stage

noun
\ˈstāj \

Definition of stage 

(Entry 1 of 3)

1a : one of a series of positions or stations one above the other : step

b : the height of the surface of a river above an arbitrary zero point flood stage

2a(1) : a raised platform

(2) : the part of a theater on which the acting takes place and which often includes the wings

(3) : the acting profession : the theater as an occupation or activity

(4) : soundstage

b : a center of attention or scene of action

3a : a scaffold for workmen

b : the small platform of a microscope on which an object is placed for examination

4a : a place of rest formerly provided for those traveling by stagecoach : station

b : the distance between two stopping places on a road

c : stagecoach

5a : a period or step in a process, activity, or development: such as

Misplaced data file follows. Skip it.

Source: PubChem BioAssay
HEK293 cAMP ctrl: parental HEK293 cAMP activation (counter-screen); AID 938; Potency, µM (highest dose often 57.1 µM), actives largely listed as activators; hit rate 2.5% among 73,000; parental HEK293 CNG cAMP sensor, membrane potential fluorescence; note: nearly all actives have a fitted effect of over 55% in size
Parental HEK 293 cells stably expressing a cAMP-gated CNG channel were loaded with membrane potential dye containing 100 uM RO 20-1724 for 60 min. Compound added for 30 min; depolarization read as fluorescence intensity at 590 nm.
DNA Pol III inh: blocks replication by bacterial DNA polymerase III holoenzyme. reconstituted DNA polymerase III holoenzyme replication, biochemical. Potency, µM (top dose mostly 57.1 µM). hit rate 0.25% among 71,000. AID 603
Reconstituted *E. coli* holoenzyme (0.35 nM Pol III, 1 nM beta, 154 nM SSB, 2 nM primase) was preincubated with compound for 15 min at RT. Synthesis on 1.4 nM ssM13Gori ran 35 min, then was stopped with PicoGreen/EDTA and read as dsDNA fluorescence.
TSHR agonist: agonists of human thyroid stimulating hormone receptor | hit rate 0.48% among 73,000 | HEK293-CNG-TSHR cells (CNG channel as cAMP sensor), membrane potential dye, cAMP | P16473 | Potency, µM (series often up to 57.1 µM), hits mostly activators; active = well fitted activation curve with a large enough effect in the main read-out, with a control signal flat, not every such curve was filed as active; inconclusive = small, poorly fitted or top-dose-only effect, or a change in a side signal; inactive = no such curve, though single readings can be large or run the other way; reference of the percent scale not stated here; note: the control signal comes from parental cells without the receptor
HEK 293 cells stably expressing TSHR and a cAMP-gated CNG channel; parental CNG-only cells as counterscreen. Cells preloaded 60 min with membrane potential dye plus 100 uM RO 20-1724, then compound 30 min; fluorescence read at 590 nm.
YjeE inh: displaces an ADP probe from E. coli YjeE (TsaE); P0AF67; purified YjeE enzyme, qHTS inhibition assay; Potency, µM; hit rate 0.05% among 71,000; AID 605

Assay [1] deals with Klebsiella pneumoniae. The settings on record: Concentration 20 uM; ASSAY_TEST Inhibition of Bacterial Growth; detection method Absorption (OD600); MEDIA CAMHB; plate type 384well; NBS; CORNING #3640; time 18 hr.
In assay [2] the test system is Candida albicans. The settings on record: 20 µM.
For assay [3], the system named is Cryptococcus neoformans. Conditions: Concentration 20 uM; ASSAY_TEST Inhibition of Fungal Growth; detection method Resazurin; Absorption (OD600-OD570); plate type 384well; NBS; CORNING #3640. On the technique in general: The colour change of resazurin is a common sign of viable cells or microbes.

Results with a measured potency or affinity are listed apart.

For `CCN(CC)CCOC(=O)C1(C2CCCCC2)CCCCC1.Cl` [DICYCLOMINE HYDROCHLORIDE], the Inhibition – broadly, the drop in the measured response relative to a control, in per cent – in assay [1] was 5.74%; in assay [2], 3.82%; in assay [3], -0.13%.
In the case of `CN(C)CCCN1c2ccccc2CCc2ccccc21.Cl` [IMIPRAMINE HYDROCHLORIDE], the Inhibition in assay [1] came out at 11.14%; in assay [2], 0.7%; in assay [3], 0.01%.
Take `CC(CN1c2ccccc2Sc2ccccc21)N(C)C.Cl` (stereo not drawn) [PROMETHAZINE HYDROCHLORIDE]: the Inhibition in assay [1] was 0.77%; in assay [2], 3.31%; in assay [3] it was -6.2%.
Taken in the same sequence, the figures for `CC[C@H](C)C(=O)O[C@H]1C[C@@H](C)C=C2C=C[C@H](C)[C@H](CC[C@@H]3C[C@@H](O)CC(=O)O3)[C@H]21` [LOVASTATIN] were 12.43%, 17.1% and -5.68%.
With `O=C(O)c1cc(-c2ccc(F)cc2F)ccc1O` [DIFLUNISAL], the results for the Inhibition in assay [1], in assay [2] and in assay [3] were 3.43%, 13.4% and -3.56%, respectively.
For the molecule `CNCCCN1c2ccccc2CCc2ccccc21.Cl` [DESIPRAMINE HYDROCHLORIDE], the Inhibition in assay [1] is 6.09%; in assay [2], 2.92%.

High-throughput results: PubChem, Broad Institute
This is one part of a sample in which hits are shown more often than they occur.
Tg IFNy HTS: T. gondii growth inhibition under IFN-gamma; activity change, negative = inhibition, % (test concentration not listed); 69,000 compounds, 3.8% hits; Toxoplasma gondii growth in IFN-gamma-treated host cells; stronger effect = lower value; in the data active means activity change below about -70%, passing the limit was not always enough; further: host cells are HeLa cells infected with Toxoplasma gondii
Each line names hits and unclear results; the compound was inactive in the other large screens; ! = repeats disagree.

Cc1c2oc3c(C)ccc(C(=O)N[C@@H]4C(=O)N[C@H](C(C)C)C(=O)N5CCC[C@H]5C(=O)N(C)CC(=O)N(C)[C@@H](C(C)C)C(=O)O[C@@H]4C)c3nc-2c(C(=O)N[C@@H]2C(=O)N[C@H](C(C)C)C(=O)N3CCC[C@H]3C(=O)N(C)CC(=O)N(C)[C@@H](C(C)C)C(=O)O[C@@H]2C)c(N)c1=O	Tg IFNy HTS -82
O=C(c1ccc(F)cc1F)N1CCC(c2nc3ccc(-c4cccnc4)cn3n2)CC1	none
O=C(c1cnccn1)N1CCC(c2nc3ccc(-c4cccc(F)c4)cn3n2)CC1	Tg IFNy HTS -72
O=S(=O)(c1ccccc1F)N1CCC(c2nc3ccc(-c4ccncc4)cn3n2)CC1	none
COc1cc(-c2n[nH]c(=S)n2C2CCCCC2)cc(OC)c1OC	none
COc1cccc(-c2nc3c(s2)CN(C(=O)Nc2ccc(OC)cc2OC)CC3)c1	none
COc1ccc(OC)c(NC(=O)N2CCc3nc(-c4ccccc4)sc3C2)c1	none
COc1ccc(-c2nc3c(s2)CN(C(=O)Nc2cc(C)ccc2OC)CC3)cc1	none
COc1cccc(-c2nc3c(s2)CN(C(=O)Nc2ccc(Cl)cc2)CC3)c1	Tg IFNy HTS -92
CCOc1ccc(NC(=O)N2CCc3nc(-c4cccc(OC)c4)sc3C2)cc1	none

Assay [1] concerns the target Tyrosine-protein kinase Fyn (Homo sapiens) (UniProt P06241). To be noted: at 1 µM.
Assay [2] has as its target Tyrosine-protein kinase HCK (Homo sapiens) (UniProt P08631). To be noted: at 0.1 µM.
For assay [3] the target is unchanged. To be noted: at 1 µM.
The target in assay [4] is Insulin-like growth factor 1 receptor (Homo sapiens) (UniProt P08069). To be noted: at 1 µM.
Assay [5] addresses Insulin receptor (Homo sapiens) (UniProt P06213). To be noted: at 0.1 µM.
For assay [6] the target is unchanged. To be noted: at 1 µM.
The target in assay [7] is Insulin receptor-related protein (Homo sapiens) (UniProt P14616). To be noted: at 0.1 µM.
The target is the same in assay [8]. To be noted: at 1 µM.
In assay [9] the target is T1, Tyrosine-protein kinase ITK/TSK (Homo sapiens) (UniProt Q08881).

(1) : one of the distinguishable periods of growth and development of a plant or animal the larval stage of an insect

(2) : a period or phase in the course of a disease also : the degree of involvement or severity of a disease

b : one passing through a (specified) stage

6 : an element or part of an electronic device (such as an amplifier)

7 : one of two or more sections of a rocket that have their own fuel and engine

on the stage

: in or into the acting profession

stage

verb
staged; staging

Definition of stage (Entry 2 of 3)

transitive verb

1 : to produce (something, such as a play) on a stage

2 : to produce or cause to happen for public view or public effect stage a track meet stage a hunger strike

3 : to determine the phase or severity of (a disease) based on a classification of established symptomatic criteria also : to evaluate (a patient) to determine the phase, severity, or progression of a disease

stage

adjective